But striking profs have an extremely valid point
I come from the country / Of the Happiest People on earth, / Where death sells at ten for one kobo / And the Living envy the peace
A young police officer is standing with a woman I assume to be his mother. She is praying for him loudly, at a major junction on the streets of a Lagos suburb; speaking in tongues unashamedly while passers-by stare, some in admiration, others, not so much.
In Nigerian popular culture, ‘double wahala’ is a Pidgin English phrase that was made popular by ace Afrobeat musician and activist, Fela Anikulapo Kuti.
I hardly leave my house, but I had to go there; I was going abroad and needed to be double vaxxed before traveling.
The university store where Bimpe Alabi sells snacks and drinks at the park is usually crawling with customers. Since University of Ilorin's lecturers have gone on strike, this has changed. Alabi stands outside, inviting passersby. Her profits have shrunk, pushing her family into hardship.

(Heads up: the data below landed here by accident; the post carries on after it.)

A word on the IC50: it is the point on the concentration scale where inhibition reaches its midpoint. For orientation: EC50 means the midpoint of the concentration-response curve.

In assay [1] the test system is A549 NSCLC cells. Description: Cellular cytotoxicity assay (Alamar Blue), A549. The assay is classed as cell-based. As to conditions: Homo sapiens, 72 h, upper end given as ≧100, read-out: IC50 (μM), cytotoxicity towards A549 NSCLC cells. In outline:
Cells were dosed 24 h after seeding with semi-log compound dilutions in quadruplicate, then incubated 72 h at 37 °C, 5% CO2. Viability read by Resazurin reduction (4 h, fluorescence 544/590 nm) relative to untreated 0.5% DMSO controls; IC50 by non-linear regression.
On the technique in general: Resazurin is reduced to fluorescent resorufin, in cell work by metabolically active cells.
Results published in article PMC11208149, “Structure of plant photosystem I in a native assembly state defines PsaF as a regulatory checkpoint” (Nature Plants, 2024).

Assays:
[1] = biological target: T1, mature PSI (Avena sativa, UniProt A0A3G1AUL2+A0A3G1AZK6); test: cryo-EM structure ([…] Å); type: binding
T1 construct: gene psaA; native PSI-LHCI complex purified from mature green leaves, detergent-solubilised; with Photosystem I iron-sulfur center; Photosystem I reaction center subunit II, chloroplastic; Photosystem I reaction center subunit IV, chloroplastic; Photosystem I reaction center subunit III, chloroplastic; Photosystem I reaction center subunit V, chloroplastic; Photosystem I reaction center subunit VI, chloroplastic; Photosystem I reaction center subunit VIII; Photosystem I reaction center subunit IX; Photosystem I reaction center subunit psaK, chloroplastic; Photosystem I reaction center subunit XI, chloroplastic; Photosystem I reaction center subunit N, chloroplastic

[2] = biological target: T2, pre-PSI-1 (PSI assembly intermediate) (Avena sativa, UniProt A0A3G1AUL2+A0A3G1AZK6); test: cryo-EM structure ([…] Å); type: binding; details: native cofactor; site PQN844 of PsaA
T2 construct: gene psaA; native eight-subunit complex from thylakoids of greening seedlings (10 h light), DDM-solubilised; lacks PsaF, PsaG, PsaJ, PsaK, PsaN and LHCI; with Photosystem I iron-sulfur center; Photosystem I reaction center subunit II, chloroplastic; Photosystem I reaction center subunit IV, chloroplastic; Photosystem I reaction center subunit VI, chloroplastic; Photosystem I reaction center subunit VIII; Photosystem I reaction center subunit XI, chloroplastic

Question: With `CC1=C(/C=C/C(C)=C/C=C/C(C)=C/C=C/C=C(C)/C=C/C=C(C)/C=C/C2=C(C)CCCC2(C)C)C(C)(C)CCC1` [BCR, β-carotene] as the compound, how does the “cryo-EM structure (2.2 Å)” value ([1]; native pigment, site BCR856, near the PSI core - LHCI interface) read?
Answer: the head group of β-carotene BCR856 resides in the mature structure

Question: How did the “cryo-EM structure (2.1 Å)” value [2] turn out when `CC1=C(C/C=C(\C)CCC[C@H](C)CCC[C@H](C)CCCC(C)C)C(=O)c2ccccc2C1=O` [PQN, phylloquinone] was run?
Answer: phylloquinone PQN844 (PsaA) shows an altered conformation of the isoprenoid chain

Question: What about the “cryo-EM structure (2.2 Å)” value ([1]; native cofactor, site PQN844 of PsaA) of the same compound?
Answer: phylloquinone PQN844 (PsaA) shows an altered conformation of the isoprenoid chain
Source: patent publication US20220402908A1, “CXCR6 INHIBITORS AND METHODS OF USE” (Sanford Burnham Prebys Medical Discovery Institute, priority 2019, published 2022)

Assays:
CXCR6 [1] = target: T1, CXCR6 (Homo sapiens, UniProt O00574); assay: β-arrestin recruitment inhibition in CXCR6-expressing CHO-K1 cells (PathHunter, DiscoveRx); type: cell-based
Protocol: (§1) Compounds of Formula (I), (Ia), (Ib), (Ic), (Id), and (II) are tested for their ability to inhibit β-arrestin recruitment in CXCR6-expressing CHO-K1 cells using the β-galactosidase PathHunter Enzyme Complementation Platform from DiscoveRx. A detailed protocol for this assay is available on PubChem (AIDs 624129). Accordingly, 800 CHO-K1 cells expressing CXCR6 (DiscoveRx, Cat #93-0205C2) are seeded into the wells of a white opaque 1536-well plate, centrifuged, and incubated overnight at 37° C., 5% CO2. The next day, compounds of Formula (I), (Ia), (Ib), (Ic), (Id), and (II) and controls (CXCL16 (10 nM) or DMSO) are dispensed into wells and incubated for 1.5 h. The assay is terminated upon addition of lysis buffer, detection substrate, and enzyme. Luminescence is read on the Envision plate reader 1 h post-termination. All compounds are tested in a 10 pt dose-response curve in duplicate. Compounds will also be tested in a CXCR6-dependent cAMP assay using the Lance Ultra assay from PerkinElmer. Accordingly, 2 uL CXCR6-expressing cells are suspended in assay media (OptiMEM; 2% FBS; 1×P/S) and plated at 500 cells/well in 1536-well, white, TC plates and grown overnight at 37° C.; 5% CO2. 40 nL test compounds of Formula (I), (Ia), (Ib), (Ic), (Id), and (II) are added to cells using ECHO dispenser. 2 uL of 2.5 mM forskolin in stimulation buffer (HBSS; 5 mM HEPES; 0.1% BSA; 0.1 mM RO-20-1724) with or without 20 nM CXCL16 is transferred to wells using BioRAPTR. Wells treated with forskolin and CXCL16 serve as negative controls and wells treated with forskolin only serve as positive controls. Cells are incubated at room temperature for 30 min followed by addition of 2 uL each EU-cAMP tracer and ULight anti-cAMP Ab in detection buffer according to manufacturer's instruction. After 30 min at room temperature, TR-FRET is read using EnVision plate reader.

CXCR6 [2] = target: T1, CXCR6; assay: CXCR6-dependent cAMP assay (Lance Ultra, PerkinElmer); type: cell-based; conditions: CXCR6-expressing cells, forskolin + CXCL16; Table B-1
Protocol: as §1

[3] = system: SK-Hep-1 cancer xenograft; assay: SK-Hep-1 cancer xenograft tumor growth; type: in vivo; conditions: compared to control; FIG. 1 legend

In the traditions that established earlier voices in modern Africa poetry, sociopolitical maladies have remained an arch theme. In the words of Omafune Onoge, what rocks African poetry most is the crisis of consciousness.
“We have a lot of insecurity in Nigeria. By road we are not safe. By train we are not safe”. (From a survivor of the Abuja-Kaduna Train bomb; Mon., March 28, 2022)
He belongs to a generation of Nigerian men raised to be strong, silent, and hopelessly incapable of accepting complicity even in the face of clear damage. The patriarchy is alive in him indeed.
Our dealings are dominated by a disregard for scientific reasoning, and a preference for ostentatious, and often venal religiosity.
The past year recedes
Iwo smells of dust and rusty air, clouding up my mind and drowning my memory. The first thing my mother welcomes me with is water. She is an ardent devotee of the culture that believes water is the most glorious form of courtesy that can be paid to a visitor. But I always find it hard to drink.